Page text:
Turkish Roma celebrate Kakava Fest

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Turkish Thracian cities hosted the Romani feast of "Kakava" on May 5 and 6.

Believed to be related with the Turkish "Hıdrellez" and Orthodox St George's Day, Kakava also heralds the spring. Kakava ("caldron" in Romanes language) Fest is celebrated with a feast of lamb or goat meat, music, dance and a huge bonfire. Typically, families gather around water sources and release their wish-papers in the river or the spring. With the first rays of the sun, the revelers head to the river where they wash their face, a ritual believed to bring health and prosperity.

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The local Kakava fest has turned into an international festival in the city of Edirne, a Turkish city with a large Roma population. This year's festival was inaugurated by the mayor and the governor of the city, with the mayor Recep Gürkan saying, "Kakava is a Romani tradition. A Roma started the first Kakava bonfire a thousand years ago".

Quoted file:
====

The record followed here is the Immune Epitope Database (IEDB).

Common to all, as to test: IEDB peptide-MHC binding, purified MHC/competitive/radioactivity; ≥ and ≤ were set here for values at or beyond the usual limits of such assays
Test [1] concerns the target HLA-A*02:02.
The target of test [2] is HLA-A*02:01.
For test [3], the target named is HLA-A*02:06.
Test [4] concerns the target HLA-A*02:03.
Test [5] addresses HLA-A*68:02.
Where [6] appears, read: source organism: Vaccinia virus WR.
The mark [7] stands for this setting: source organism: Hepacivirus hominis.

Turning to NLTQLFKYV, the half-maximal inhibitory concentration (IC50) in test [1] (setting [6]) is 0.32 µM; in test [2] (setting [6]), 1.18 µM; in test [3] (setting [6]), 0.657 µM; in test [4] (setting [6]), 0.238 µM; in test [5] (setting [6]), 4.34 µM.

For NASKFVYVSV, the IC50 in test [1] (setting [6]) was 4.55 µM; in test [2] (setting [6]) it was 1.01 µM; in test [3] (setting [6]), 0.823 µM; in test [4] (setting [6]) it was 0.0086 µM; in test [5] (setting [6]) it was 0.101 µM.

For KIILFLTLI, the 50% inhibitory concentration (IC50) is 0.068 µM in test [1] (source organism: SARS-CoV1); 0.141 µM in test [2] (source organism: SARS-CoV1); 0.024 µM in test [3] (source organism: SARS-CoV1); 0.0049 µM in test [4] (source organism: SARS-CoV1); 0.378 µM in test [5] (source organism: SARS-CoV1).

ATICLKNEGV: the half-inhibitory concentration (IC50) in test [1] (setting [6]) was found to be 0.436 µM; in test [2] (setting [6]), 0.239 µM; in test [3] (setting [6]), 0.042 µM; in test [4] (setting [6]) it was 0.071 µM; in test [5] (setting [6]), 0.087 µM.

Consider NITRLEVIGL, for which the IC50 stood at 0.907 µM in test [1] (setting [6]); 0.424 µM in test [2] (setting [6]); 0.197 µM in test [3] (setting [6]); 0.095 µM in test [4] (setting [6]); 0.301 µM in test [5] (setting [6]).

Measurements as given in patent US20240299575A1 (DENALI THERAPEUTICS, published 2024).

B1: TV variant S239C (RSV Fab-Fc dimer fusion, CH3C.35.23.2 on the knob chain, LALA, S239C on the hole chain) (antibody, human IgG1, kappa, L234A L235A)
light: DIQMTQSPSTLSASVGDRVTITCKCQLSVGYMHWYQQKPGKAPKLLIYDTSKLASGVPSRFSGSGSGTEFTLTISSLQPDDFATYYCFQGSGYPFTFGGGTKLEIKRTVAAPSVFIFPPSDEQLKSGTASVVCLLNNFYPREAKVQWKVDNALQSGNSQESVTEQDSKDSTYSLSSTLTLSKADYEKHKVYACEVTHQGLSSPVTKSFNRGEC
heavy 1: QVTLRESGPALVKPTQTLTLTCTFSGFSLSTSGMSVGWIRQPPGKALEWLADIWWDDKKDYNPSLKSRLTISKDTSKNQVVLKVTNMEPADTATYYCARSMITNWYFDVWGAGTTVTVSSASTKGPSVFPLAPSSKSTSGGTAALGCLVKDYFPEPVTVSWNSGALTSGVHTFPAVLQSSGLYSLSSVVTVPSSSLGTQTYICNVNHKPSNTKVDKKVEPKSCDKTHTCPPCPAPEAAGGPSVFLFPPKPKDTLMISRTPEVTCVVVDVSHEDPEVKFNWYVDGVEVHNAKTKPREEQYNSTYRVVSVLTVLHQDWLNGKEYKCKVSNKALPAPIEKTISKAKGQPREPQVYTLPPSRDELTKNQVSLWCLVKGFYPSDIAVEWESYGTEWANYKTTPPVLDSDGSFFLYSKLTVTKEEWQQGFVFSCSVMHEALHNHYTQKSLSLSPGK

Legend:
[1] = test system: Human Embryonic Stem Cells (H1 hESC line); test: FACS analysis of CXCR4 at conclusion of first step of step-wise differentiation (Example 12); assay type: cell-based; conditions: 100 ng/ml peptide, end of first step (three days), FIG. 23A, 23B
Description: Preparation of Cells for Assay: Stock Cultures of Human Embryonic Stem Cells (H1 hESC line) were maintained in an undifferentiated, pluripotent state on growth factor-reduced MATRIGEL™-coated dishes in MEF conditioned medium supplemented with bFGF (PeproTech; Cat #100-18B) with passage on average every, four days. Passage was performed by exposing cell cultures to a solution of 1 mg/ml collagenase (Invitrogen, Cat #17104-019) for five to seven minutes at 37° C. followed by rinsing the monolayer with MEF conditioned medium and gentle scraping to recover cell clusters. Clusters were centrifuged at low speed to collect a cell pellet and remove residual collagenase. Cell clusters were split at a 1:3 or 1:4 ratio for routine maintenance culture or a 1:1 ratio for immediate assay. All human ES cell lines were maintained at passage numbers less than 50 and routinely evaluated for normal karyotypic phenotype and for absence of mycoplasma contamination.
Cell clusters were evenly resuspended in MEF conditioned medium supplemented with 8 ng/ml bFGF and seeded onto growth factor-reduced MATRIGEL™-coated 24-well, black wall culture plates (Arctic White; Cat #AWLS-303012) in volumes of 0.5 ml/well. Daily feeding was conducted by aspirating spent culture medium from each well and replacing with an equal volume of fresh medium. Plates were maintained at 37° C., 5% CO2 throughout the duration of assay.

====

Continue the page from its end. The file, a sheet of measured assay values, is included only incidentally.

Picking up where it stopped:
Although a local Romani festival, the event now attracts thousands of people from other cities, eager to experience the festive spring salutation. Kakava, included in the UNESCO World Heritage Tentative List, is vying for a permanent entry in the list.

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